Studying effectively for exams

The goal of every determined student is to produce written and oral academic work of in-depth knowledge and understanding, with significant originality and innovation. The strategy to achieve this vision involves: firstly, critical research and studying of each subject or topic, and secondly, building a high level of retention of course material and recalling what you have learnt when necessary.

The goal of studying is not just to pass exams but to gain mastery of your course and to apply the knowledge in your life and future career. The highest level of studying is practice by doing and immediate and consistent use of what you learn through work and teaching others.

In this short article, I want to share with you a model of studying I adopted during my undergraduate studies at KNUST.

The studying model involves innovative repetition and self-testing. Innovative repetition simply means using different methods (old and new methods) to study the course material repetitively to build a high level of retention. Self-testing involves testing your ability to recall, translate, explain, analyse, critically evaluate and apply what you have learnt. The model I used can be divided into 7 levels.

Level 1: Slow reading of the core course material and additional course material. This could be book chapters, research/journal articles, handouts, lecture notes etc. My target was to read for at least 4 hours a day until I complete the reading. To make this manageable, I completed smaller tasks in every time slot.

Level 2: The second stage was to set my own questions on every objective of the course material. The questions are a combination of MCQs, comprehension questions, application, analysis or creative questions, synthesis and evaluation questions. Most of the time I set the questions as I read (level 1) or create a particular time for setting questions.

Level 3: The third stage was to provide answers to all my questions in a solution manual or self-testing notebook. In situations where I cannot recall or do not understand something properly, I refer back to the course material or do further research and extra reading.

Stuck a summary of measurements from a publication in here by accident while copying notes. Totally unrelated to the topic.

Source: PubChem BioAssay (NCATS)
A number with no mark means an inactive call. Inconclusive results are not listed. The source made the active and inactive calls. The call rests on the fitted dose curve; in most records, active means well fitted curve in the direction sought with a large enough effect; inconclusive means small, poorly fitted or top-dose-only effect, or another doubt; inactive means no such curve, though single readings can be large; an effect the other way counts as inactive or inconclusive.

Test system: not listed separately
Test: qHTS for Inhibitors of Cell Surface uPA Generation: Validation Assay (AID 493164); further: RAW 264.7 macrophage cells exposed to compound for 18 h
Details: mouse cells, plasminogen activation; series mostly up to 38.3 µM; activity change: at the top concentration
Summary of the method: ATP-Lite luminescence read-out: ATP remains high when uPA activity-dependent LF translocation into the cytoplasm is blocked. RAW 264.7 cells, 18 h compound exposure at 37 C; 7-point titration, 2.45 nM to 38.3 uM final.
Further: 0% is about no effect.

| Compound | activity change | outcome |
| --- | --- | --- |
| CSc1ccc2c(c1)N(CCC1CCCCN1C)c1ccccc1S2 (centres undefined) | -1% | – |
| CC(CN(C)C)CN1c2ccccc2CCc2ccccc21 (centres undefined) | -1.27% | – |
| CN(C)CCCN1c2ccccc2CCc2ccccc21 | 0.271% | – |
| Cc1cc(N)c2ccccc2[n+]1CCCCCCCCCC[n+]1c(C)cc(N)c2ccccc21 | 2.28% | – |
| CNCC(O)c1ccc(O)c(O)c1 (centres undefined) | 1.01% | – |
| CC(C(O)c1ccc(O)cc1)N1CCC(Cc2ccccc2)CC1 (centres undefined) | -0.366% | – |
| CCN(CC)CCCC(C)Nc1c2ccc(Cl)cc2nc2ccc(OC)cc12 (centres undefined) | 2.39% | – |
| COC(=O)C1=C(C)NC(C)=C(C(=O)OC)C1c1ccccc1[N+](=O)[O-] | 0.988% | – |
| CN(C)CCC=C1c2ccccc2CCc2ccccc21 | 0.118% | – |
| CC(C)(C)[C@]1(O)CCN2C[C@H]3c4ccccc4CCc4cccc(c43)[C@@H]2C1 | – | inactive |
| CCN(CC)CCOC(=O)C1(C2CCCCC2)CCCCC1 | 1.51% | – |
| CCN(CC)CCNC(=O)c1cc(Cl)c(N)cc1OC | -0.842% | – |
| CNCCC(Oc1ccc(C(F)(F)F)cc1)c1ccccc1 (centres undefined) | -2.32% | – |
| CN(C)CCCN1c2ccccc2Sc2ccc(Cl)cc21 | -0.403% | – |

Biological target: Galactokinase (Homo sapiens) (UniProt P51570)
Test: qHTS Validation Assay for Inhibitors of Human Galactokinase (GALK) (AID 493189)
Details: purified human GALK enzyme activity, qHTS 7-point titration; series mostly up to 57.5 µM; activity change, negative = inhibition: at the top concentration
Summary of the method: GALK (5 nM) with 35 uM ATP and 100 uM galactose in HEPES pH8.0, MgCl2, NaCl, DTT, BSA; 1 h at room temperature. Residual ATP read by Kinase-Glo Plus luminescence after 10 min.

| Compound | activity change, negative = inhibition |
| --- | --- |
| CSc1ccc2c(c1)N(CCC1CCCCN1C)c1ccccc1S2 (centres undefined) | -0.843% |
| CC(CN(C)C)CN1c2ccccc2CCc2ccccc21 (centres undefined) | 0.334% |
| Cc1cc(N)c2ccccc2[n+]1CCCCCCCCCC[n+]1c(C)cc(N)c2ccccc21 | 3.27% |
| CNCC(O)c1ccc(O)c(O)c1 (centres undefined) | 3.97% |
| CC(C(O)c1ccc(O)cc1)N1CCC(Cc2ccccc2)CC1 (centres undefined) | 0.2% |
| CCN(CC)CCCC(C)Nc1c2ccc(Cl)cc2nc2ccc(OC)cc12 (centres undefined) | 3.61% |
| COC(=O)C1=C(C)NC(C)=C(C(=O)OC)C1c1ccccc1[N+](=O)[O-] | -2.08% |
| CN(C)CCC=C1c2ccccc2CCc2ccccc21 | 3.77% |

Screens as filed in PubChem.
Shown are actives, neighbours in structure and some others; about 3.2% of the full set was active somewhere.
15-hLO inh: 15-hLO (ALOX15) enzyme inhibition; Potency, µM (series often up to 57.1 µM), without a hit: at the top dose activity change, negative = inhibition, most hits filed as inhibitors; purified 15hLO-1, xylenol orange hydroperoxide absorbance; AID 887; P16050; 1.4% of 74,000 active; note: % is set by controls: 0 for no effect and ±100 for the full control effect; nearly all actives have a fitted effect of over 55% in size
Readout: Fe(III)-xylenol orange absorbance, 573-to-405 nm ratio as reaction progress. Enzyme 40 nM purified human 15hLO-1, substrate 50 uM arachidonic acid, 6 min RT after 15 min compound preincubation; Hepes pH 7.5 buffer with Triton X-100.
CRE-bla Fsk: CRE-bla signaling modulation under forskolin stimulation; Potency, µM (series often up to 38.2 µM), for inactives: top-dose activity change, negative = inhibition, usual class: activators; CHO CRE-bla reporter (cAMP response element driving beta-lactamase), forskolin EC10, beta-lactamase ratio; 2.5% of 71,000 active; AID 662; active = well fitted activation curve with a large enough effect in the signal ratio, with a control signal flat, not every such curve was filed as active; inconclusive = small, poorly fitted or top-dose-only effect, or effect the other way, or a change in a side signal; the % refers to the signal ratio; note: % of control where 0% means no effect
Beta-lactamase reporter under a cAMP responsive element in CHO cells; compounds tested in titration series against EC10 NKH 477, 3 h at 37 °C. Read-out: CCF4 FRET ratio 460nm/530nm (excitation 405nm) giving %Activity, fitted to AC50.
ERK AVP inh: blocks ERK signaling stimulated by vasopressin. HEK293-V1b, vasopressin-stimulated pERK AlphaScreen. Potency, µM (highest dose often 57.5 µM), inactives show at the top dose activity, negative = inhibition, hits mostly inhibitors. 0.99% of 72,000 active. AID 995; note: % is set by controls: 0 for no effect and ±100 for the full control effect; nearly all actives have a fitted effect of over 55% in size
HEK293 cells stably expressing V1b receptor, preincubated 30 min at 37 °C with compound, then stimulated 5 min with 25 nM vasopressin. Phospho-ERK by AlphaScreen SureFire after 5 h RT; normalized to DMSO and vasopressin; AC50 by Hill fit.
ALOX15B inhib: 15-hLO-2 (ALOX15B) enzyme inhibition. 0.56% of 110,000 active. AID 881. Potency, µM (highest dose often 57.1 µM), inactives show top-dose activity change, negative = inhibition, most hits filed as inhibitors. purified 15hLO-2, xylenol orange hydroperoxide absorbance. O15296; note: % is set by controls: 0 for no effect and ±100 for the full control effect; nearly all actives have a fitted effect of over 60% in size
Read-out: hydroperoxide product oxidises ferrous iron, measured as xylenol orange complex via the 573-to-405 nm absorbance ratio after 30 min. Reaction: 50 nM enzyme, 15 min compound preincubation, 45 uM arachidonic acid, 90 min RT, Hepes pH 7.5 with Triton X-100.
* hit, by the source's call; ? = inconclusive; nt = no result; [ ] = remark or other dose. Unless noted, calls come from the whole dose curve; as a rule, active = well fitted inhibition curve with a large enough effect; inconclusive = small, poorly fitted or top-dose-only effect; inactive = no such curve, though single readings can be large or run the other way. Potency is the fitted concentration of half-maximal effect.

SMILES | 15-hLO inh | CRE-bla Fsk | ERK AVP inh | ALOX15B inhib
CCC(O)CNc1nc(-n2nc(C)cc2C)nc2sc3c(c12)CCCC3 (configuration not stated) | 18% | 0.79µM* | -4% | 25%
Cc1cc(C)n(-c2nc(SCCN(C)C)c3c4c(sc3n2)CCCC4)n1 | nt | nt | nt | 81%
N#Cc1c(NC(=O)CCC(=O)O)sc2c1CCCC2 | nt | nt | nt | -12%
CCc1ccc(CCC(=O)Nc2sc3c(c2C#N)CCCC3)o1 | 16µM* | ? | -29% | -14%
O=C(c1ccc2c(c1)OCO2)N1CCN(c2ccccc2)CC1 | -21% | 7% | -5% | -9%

Level 4: Arrange a group discussion with mates or study group. I had a group of friends and a study group back in school and we meet to discuss all the questions we have set individually and answered. This was an opportunity for us to assess and correct each other, add unto the knowledge of each other, conduct more research and develop what I call “a first class answer” to each question.

Level 5: Solving past questions and all questions raised in class, and questions from textbooks and online. This is the stage I test my ability to solve typical exam questions. Most of the time I created an exam environment and this gave me the opportunity to note my speed and ability to answer exam questions. This also helped me to identify my strengths and weaknesses, and which areas I need to do further reading and research.

Level 6: Critically discuss answers to past questions with peers and study group. This stage was also a platform to correct each other and develop “a first class answer” to typical exam questions. The opportunity helped me to identify areas that I need to improve or do further reading and research.

Level 7: The final stage was teaching others about what I have learnt, watching videos and lectures about the course online and engaging in extracurricular activities that apply what I have learnt. Additionally, I took internships related to what I have learnt in class.

After completing the seven levels, I often repeated the process and I maintained this process for every course I was taking. One of the benefits of this model was that I always felt confident and well prepared for every exam I took. Sometimes almost all the questions I set myself or the past questions and the other questions I solve appear in the exam and as Bishop Charles Agyin-Asare once said, “when preparation meets opportunity there is an explosion.”

I hope you find this article helpful in your preparation for exams and your future career.

By: Aaron Amankwaa, Editor & Contributor (Forensic Science & Biochemistry)

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